Shorting is not a piece of cake for even the most accomplished of fund managers – Jim Chanos the supposed King of Short Selling was revealed in a recent long form article that appeared in the Institutional Investor to have lost around 0.7% in his Short only fund since Inception which was in 1985.

Yet, his long short fund has generated a net annualized gain of 28.6% since launch in October 1985, more than double the S&P 500. As a fellow hedge fund manager commented, if the numbers are true, “It’s one of the greatest records ever”.

As investors, we abhor the short side. The long side gives us plenty of comfort since we know that the worst we can lose is only our capital already employed in the trade. A short on the other hand can lose an unlimited sum for a stock can theoretically go to Infinity and beyond.

Its isn’t easy for the small investor to create a Long Short model either for the capital requirements for a short are much higher and demanding. But the shorts don’t just demand money – they demand attention and continuously question our beliefs and methods.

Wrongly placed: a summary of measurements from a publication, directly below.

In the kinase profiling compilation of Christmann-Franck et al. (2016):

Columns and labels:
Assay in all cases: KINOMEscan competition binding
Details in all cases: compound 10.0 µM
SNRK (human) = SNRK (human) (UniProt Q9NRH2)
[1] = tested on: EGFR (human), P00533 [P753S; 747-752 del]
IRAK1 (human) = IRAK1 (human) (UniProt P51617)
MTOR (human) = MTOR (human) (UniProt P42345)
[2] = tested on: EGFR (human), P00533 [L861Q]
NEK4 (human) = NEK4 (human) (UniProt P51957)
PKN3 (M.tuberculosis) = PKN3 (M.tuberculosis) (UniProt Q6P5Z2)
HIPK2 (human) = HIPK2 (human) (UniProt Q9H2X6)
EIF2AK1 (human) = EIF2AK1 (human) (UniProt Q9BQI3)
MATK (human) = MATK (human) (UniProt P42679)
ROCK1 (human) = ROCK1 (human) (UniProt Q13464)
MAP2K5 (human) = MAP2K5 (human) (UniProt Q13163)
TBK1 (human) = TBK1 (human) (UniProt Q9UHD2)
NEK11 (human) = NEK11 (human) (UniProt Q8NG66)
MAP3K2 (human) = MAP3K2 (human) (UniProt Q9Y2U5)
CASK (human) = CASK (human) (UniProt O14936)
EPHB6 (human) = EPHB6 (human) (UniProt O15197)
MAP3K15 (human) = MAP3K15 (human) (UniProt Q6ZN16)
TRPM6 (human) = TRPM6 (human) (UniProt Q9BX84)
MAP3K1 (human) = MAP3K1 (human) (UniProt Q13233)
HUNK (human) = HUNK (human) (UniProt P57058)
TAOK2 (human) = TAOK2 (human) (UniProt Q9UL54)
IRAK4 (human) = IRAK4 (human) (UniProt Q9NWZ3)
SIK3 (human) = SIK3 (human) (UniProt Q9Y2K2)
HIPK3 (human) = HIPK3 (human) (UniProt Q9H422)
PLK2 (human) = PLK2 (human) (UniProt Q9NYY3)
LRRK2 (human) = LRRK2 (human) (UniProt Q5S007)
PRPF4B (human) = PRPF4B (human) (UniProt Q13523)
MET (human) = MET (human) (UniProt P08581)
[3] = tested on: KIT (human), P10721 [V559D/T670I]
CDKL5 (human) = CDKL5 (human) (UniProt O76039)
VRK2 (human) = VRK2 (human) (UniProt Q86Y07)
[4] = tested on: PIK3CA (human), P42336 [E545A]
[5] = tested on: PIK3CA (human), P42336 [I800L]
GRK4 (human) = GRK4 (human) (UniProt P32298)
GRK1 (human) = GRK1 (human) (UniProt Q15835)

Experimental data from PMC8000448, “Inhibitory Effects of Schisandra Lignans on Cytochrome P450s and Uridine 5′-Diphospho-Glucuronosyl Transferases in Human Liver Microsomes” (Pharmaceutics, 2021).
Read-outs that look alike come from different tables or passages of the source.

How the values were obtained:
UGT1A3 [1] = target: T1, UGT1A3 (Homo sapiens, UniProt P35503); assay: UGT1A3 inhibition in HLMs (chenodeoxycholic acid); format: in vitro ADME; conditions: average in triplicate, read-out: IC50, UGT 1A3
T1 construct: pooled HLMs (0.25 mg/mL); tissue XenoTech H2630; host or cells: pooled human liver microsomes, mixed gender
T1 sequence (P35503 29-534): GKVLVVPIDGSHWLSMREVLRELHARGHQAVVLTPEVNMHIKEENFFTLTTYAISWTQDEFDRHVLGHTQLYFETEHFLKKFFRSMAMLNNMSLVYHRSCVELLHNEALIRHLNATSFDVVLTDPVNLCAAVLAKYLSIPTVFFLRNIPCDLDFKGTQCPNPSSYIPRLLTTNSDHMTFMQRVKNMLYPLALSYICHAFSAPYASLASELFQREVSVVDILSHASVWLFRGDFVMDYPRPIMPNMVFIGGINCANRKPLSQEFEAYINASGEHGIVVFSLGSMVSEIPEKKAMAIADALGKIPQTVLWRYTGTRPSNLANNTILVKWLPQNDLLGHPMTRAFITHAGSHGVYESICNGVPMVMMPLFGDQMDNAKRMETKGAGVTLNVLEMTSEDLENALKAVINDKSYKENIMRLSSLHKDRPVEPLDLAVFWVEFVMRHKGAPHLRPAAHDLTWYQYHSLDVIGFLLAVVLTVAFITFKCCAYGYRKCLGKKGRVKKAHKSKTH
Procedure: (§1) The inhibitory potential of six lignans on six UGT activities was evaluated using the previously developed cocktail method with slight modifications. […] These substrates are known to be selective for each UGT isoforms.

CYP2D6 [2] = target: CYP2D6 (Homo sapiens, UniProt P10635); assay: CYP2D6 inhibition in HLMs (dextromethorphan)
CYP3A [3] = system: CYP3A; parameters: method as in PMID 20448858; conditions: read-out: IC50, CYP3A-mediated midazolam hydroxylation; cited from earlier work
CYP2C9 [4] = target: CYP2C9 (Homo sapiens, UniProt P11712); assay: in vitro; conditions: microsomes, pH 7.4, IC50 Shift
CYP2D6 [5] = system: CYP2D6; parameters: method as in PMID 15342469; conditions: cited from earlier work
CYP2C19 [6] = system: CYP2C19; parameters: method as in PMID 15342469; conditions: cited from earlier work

We are optimists by nature and yet when the market turns against us, we become the worst pessimist – from wondering whether we went wrong to whether the whole world was loaded against us.

In markets, most of us aren’t optimists in the first place and therein lies the problem. We are at best opportunists who think we can piggy back on the market for some easy money. But when thing goes south, we find ourselves wondering if optimism is over-rated. Technical Analysis works on the fact that human psychology doesn’t change & every cycle proves the same.

Investors these days are better informed than those of us who started out in the pre-internet era. They have a better understanding of allocation, behaviour biases, market psychology among others and yet, I find them not immune to excesses and when things go sour, most seem to follow the path of those who haven’t studied history or human behaviour or cycles – rail against the system first and throw the towel at the worst possible time.